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Comics and graphic novels are another way to pad out my stats, but they are not gratuitous: I will read absolutely anything put out by the embarrassingly talented Oliver Jeffers, and always come away having learned something and/or feeling better about myself/the world/humanity.

I only learned recently that we are (essentially) neighbours in Brooklyn, and so it wasn’t too surprising to hear that he was appearing at The Strand to promote his latest masterpiece, ‘Here We Are.’

More surprising was showing up to the event to learn that he had brought some mates along to help, and that those mates included the creator of the Humans of New York project, the creator of the wonderful Brain Pickings website (“An Inventory Of The Meaningful Life‘), and, of course, Chelsea Clinton. And his infant son. And artisanal, book-covered cupcakes.

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Short stories remain one of my favourite ways to pass a few hours in bed before sleeping, and I can’t believe it had taken me so long to grab a copy of my hero’s latest compilation, ‘Men Without Women‘ by Haruki Murakami, (although halfway through several of the more prosaic than usual tales I often found I had read them before, in the New Yorker or another compilation. The pitfalls of the avid fan!).

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A new name in short stories (and surely one of the greatest in literature, if not the world generally) fell into my lap this month when I cracked the spine on the complete tales of Breece D’J Pancake, (his first and last names are (somehow) real; the unpronounceable middle name the result of a misprint of his middle initials). Sparse, descriptive, inconclusive, set in the midwest in fields and farms and bars and cars and often full of silence and thought, a shopping list of things which would normally turn me off a story, these were so powerful and heart-wrenching that they overcame all of those negatives to leave me depressed and in awe, sometimes all I ask for in literature.
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An underwhelming Dorothy Parker play, a bizarre Gabriel Garcia Marquez novella, a beautiful (and beautifully bound) Mark Haddon poetry compilation, a fascinating but pessimistic sequel to the excellent Sapiens, the excellent history of the Daily Show…my interests rambled from cover to cover in November, but came together in ‘The Undoing Project.’

In the interests of learning everything I can about this world we live in, I will read anything Michael Lewis writes, and when what he’s writing is the history of two of the modern age’s greatest thinkers, I’m sold. One of my favourite books ever (and most-read blog to date) Daniel Kahnemann’s ‘Thinking, Fast and Slow was the culmination of events described in Lewis’s work, and a fascinating read, if less specialised than previous works.

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Thanks to shot-sized books of facts, short stories, poetry and graphic novels, I managed to outread my purchases by the finest of margins, with 18 books bought and 19 read. Will this trend continue into the final month of the year? There’s only one way to find out…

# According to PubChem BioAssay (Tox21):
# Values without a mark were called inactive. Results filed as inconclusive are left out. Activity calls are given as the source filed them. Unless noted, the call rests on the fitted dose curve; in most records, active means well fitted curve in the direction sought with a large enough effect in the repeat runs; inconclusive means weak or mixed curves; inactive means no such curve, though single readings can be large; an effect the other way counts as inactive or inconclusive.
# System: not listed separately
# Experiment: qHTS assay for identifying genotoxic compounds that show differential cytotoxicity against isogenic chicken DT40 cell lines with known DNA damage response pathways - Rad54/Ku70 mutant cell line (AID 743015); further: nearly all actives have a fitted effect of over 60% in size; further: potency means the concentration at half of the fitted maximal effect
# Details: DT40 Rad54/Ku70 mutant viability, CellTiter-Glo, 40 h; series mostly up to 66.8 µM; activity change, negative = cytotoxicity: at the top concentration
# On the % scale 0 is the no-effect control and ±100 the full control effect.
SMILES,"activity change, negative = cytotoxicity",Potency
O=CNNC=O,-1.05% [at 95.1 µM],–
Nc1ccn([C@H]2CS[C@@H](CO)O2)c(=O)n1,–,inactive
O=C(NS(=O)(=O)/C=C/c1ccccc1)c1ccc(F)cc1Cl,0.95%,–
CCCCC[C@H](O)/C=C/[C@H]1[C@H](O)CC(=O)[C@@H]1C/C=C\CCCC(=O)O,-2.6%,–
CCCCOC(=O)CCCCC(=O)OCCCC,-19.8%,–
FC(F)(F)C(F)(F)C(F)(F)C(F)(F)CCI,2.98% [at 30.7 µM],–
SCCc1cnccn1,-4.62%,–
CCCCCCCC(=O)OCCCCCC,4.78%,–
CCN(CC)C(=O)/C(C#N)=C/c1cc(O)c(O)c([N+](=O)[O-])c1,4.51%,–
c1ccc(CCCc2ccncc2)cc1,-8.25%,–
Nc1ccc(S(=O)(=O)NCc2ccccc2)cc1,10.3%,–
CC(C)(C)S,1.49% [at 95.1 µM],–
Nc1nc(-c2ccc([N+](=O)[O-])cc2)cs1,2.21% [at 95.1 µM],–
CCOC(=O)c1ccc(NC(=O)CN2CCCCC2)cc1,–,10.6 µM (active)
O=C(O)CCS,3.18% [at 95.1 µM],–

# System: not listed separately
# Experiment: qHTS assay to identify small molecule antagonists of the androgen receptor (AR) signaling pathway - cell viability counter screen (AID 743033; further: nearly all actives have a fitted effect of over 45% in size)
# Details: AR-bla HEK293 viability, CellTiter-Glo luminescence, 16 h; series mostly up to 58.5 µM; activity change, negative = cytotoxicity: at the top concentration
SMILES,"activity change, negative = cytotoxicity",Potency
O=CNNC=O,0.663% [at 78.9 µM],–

Books Bought, November 2017

The Book: a cover-to-cover exploration of the most powerful object of our time (Keith Houston)

The Ladies Of The Corridor (Dorthy Parker & Arnaud D’Usseau)

The Talking Horse And The Sad Girl And The Village Under The Sea (Mark Haddon)

How To Be A Leader (Martin Bjergegaard & Cosmina Popa)

Here We Are: notes for living on planet earth (Oliver Jeffers)

A Child Of Books (Oliver Jeffers)

Rescue: refugees and the political crisis of our time (David Miliband)

The Misfit’s Manifesto (Lidia Yuknavitch)

Coyote vs Acme (Ian Frazier)

Sweet (Yotam Ottolenghi & Helen Goh)

How To Watch A Movie (David Thomson)

The Book Of Spice: from anise to zedoary (John O’Connell)

The Daily Show (The Book): an oral history (Chris Smith)

The Age Of Caesar: five roman lives (Plutarch)

How We’ll Live On Mars (Stephen L.Petranek)

Why Dinosaurs Matter (Kenneth Lacovara)

Men Without Women (Haruki Murakami)

Fables, Volume 5: the mean seasons (Bill Willingham & Mark Buckingham)

 

Books Read, November 2017 (highly recommended titles in bold)

A Child Of Books (Oliver Jeffers)

Here We Are: notes for living on planet earth (Oliver Jeffers)

The Talking Horse And The Sad Girl And The Village Under The Sea (Mark Haddon)

How To Be A Leader (Martin Bjergegaard & Cosmina Popa)

Rescue: refugees and the political crisis of our time (David Miliband)

The Misfit’s Manifesto (Lidia Yuknavitch)

Coyote vs Acme (Ian Frazier)

Educating Peter: how anyone can become an (almost) instant wine expert (Lettie Teague)

Homo Deus: a brief history of tomorrow (Yuval Noah Harari)

Fables, Volume 5: the mean seasons (Bill Willingham & Mark Buckingham)

How We’ll Live On Mars (Stephen L.Petranek)

Memorias De Mis Putas Tristes (Memories Of My Melancholy Whores)(Gabriel García Márquez)

Why Dinosaurs Matter (Kenneth Lacovara)

Men Without Women (Haruki Murakami)

The Daily Show (The Book): an oral history (Chris Smith)

The Undoing Project (Michael Lewis)

Stardust: illustrated edition (Neil Gaiman and Charles Vess)

The Ladies Of The Corridor (Dorthy Parker & Arnaud D’Usseau)

The Stories Of Breece D’J Pancake (Breece D’J Pancake)

 

 

 

 
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Posted by on December 27, 2017 in BOOKS